“The opening of this new office is of great benefit to the entire CMK team,” said CMK principal broker Bryn Brown. “We plan to use the new facility for training and ongoing education, which will help keep us on top of our game and allow us to bring even greater value to our clients.”

 The drive-in opened in 1948 and has been closed since 1987. Land has been sold from the original parking field to neighboring businesses and developers. The marquee from the drive-in days remains on the property and has been used to advertise the sale of modular homes.

 CMK plans to restore the sign.

Get it while it’s hot: $25,000 Microenterprise grant program ends June 15

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Microenterprise Grant Program Application Form

The CDBG Microenterprise Grant Program is a grant program to assist small businesses.  This grant was awarded to Fulton County and is being administered by the Fulton County Center for Regional Growth.  Small businesses can receive grants of up to $25,000 to assist with startup or expansion costs which create jobs. Below are general guidelines for a potential business utilizing CDBG Microenterprise Grant funding.

CDBG Microenterprise Grant Program Summary and Business Assistance Guidelines

1. Eligibility

a. Eligible Businesses- Grants will be available only to microenterprises.  A microenterprise is defined as a commercial enterprise that has (5) five or fewer FTE employees, one (1) or more of which owns the enterprise at the time of application. Projects must result in the creation afar least one PTE job. In the case where no jobs are to be created, the employer and/owner or current employee base must be low or moderate-income person as established by CDBG at the time closing.

b. Eligible Activities – Eligible activities include providing assistance to businesses that are involved in manufacturing, warehousing and distribution, agriculture, high technology, research and development and traditional and innovative small business endeavors. Retail projects will be considered if the business is located in a town, village or city’s main street.

c. Business Structure -  The Microenterprise may be a sole proprietorship, partnership, limited liability company or corporation.

d. Location – The business must be located within Fulton County.

e. Feasibility -  Microenterprise businesses must present a reasonable likelihood for long term viability based upon issues such as feasibility, marketability, management, competition, and capitalization.

f. Use of Funds - Grants can be used for capital assets (such as real estate, buildings, machinery and equipment) and working capital.

g. Applicant Qualifications – Applicants for financing under this program shall be a United States corporation, LLC, partnership, or sole proprietorship, be able to repay if found in default of program objectives, and possess good character and reputation and be of legal age.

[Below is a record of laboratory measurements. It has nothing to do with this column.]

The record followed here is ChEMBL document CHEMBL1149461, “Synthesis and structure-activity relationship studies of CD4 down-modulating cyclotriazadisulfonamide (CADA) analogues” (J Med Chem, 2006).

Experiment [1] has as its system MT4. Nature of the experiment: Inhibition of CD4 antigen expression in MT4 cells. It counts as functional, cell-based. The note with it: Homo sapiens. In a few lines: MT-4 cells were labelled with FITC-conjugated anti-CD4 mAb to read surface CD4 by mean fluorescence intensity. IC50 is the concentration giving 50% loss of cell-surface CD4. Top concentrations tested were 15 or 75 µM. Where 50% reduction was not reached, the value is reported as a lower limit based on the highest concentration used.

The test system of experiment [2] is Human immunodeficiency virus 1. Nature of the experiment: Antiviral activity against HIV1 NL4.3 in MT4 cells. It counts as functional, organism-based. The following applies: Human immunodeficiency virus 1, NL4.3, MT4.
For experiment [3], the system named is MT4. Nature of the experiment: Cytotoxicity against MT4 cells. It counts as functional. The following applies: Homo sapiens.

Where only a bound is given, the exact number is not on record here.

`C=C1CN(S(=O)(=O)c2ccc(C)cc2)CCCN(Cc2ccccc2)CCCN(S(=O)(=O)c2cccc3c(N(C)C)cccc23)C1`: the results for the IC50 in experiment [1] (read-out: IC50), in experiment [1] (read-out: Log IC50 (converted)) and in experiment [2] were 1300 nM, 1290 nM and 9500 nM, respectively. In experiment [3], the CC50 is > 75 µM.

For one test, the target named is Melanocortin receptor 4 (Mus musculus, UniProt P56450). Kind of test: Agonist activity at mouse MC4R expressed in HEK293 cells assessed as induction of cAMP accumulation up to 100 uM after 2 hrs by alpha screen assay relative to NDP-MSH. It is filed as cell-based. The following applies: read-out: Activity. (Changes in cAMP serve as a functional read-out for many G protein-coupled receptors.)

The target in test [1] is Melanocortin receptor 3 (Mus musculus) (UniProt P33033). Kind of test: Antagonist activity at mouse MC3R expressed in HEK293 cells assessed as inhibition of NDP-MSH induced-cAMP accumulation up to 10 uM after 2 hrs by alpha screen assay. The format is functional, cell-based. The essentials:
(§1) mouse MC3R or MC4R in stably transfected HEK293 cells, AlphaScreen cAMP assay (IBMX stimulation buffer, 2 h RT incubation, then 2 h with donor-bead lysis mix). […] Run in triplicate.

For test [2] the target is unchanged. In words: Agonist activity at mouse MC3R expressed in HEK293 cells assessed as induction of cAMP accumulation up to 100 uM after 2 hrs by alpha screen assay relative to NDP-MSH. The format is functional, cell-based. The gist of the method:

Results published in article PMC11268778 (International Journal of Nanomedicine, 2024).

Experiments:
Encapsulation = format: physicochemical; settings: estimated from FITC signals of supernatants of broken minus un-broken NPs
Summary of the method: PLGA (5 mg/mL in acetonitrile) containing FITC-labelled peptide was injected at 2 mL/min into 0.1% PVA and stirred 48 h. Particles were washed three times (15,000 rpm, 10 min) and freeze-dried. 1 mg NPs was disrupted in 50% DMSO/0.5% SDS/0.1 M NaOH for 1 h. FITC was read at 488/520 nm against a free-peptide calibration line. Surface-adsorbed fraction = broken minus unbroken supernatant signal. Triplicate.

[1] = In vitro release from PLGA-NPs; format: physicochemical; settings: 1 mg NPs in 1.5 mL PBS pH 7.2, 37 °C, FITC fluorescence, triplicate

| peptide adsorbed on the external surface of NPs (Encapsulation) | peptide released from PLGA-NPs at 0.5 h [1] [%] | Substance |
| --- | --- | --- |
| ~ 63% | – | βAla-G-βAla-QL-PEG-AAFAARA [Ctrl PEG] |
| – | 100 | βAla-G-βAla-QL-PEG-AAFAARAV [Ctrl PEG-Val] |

h. Passive Investing Prohibited – Grant funds will not be utilized for activities that consist primarily of investing, speculation in real estate, or to primarily assist in the sale or purchase of an existing business.

i. Limits on Construction Funding -  Construction, rehabilitation and renovation activities are not eligible using CDBG Microenterprise funding, as such activities would trigger Federal Labor Standards.  The program will look to non-Federal funds to cover the cost of construction or renovation in those instances where such activities need to take place.

2. Funding

a. Grant Calculation – The minimum grant for each business will be $5,000 and the maximum will be $25,000. The grant will be calculated as follows.  Each business will receive a $5,000 grant plus $10,000 for each full time equivalent job created. In addition, for any business at least 51% of the jobs created shall be low mod jobs.

b. Use of Grant Funds – Grant Funds will be provided Financing of capital assets (such as real estate, buildings, machinery and equipment) and working capital.

c. Owner Contribution – Grant recipient will provide a minimum of 10% equity in the project.

d. Timing of Grant Funds – Grant funds will be release on a pre-agreed upon schedule, where CDBG funds will be disbursed on a pro rata basis with the other financing

e. Compliance During the Regulatory Term – A formal agreement between the business and the County will be executed.  Where collateral is available, this agreement will be secured by a means of a mortgage on real estate or a lien in other hard assets.  This agreement will constitute the means by which the County enforces compliance with program requirements.  The program will include regular periodic monitoring of each business to ensure that it is making good faith efforts to achieve employment goals and other program objectives.

3. Entrepreneurial Training Requirement

Participation in the Fulton County Center for Regional Growth (CRG) business training program will be required of all program participants and completion CRG’s entrepreneurial training Small Business Training Program.  The cost of $100 per attendee will be an eligible expense of micro enterprise grant funds.  A training program syllabus includes a general overview of business; accounting, taxes, and finance; marketing and e-commerce; and development of a business plan.

4.  Grant Recapture

In the event the grant recipient goes out of business or goes into defaults on the grant agreement from the date of the award up until the time of grant close-out, the grant will be subject to recapture. The amount to be returned will be based upon years of successful, legitimate operation according to the following schedule:

Default within One Year – 100% Recapture

Default within Two Years – 80% Recapture

Default within Three Years – 60% Recapture

Default within Four Years – 40% Recapture

Default within Five Years – 20% Recapture

Default After Five Years – No Recapture